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Tag: Carl Donnell

Pulse: Two Unreleased

by on Aug.26, 2015, under Music

Pulse, the original six-piece band, from left: Carl Donnell, Peter Neri, Paul Rosano, Rich Bednarczyk, Beau Segal and Jeff Potter.

The two tunes below were intended for the second Pulse album, Reach For The Sun, which never saw the light of day.

Both were written while the original six-piece band was together but weren’t arranged and recorded until 1969 during the transition period to a four-piece group that included second guitarist Harvey Thurott along with Beau Segal, Paul Rosano and Peter Neri.

Sometime Sunshine was the only tune on which Peter and I collaborated in Pulse.  Peter wrote the main part of the song in late 1968, during a hiatus from the band for several months. When he came back in late ’68/early ’69 he had written a plethora of outstanding tunes that included Too Much Lovin’ (the Pulse album opener), Hypnotized, Garden Of Love and Days Of My Life (another unreleased gem), among others.

Sometime Sunshine was one of the band’s favorites of these tunes but Peter had no bridge for it. In early 1969 I had a song fragment that I believed would work in the middle of the tune. We tried it and somehow we made it happen in that little rehearsal shed at the back of the parking lot at Syncron Studios, our home base.

The song also became a showcase for the contrasting guitar tones and styles of Peter (Guild) and Harvey (Strat) as you can hear in the middle section call and answers between the two. And it was one of the highlights of the four-piece band’s live set.

Peter sang the middle section and I joined him in unison and harmony, one of my first recorded vocals.

The other tune, Heaven Help Me was one of my early compositions. At that time, I couldn’t pull off the opening acoustic and voice section of the tune so I taught the melody and changes to Peter, who developed the fingering style acoustic part and sang the melody exactly as I wanted it. I always thought that was amazing.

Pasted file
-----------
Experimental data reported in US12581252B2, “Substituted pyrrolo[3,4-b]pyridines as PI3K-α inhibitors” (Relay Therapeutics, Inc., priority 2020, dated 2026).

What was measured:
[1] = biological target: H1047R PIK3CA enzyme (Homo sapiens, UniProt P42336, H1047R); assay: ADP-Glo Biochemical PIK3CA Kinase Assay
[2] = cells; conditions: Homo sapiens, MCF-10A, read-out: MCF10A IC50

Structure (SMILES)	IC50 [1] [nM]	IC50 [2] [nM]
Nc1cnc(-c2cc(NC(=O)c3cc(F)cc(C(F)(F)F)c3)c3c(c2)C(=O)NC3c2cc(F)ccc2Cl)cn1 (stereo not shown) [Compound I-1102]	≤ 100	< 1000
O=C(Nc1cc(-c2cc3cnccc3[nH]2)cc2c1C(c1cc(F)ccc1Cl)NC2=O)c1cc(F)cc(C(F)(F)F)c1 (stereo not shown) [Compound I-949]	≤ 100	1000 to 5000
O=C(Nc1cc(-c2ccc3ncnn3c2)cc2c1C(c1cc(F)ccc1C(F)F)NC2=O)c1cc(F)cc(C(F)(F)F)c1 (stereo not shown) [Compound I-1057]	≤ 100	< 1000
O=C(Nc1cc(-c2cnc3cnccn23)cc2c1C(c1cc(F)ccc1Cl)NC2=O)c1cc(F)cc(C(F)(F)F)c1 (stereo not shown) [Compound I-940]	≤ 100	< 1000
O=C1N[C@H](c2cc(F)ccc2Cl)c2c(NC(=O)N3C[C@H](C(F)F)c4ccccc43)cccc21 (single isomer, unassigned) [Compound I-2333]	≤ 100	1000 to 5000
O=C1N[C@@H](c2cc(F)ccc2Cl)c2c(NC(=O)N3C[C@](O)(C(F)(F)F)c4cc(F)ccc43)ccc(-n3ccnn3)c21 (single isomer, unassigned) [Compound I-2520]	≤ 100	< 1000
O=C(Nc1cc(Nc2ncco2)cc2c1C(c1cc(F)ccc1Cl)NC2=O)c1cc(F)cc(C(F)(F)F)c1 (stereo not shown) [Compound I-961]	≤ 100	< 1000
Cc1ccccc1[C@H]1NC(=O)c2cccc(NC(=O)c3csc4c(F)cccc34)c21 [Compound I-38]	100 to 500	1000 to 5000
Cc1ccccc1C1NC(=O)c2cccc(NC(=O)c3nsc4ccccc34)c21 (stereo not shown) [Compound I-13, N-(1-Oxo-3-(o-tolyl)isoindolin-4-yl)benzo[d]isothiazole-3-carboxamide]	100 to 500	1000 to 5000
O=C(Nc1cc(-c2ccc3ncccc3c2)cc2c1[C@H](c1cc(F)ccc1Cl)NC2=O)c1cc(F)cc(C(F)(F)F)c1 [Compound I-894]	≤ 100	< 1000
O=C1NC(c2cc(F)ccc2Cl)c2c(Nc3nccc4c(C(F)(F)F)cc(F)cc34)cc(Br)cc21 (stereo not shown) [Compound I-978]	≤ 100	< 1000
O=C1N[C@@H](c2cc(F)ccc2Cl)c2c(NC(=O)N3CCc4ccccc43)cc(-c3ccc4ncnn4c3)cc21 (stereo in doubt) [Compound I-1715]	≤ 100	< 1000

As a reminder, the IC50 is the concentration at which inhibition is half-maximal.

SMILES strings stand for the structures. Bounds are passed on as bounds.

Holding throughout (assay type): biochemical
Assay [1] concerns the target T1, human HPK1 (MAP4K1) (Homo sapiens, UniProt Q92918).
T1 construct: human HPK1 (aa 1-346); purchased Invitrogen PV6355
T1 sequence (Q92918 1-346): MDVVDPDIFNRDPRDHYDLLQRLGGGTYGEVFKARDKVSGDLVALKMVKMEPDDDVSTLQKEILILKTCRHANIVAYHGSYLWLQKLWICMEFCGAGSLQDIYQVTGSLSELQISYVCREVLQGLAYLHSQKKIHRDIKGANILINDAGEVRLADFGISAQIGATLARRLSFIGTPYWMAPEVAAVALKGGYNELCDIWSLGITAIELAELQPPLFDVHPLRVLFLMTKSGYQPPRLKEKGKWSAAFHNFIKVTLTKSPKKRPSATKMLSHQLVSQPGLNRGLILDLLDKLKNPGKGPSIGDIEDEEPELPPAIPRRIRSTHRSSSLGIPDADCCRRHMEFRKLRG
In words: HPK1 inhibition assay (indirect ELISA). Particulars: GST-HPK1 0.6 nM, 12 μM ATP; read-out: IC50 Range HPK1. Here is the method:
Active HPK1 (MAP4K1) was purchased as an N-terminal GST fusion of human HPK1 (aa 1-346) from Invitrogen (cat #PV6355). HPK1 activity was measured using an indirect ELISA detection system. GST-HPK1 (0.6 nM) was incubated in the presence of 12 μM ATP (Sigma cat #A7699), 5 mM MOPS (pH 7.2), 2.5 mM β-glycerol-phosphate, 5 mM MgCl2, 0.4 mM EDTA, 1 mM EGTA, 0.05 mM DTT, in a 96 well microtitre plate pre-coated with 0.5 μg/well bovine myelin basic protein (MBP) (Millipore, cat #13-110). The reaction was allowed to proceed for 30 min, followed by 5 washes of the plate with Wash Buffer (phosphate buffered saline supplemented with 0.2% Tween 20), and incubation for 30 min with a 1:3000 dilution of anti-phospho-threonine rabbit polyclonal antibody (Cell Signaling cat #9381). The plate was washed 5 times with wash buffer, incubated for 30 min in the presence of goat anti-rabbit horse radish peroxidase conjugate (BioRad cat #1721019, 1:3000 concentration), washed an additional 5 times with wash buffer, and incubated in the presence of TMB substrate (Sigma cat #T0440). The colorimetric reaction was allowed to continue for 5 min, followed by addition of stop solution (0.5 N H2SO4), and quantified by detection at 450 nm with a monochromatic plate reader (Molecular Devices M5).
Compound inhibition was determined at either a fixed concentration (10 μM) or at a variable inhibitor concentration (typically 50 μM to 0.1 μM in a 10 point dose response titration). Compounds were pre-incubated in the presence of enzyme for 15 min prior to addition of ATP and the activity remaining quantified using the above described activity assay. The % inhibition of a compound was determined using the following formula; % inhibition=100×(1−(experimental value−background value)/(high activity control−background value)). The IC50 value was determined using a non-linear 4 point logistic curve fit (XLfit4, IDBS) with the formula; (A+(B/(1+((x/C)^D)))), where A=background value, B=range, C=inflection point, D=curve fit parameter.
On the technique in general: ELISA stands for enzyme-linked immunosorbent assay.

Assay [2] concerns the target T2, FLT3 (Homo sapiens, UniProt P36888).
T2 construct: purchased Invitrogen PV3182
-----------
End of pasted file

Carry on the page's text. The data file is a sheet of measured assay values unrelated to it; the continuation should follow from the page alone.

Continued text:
I sing the middle section, which still included Richie Bednarczyk on Steinway Grand, which attests to this being recorded during the transition, and Peter and I sing in unison mostly on the third section, which concludes the 7-minute tune.

An interesting side note on this song:

A license to use the song in a film by a Yale student was granted for an undisclosed (by my manager) sum of money. In fact, I didn’t even hear about this until weeks later when one of my fellow band mates mentioned it. When I went into the office of my manager/producer/publisher, he looked sheepishly at me, feigning disbelief that I didn’t know. He wouldn’t tell me for what the granting of the song’s rights were sold. Eventually, I was handed a check for $100, not an insignificant sum in the late ’60s, but for some reason I always felt it wasn’t commensurate with what it should have been.

One of the things that made me feel this was that when my manager’s accountant handed me the check he smirked and sarcastically remarked that I didn’t deserve to receive that much! Ah, the music business. Yet another familiar tale.

Anyways, I always liked both of these tunes and they were an indicator of where the band was headed. Unfortunately, this version of Pulse was no more after December of 1970. That then led to the New York-based Island.

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Pulse: Days Of My Life

by on Jun.07, 2013, under Music



Days Of My Life was a track recorded after the first Pulse album was finished and was intended for a second album from the original six-piece group based in Wallingford, Conn., at Syncron Studios.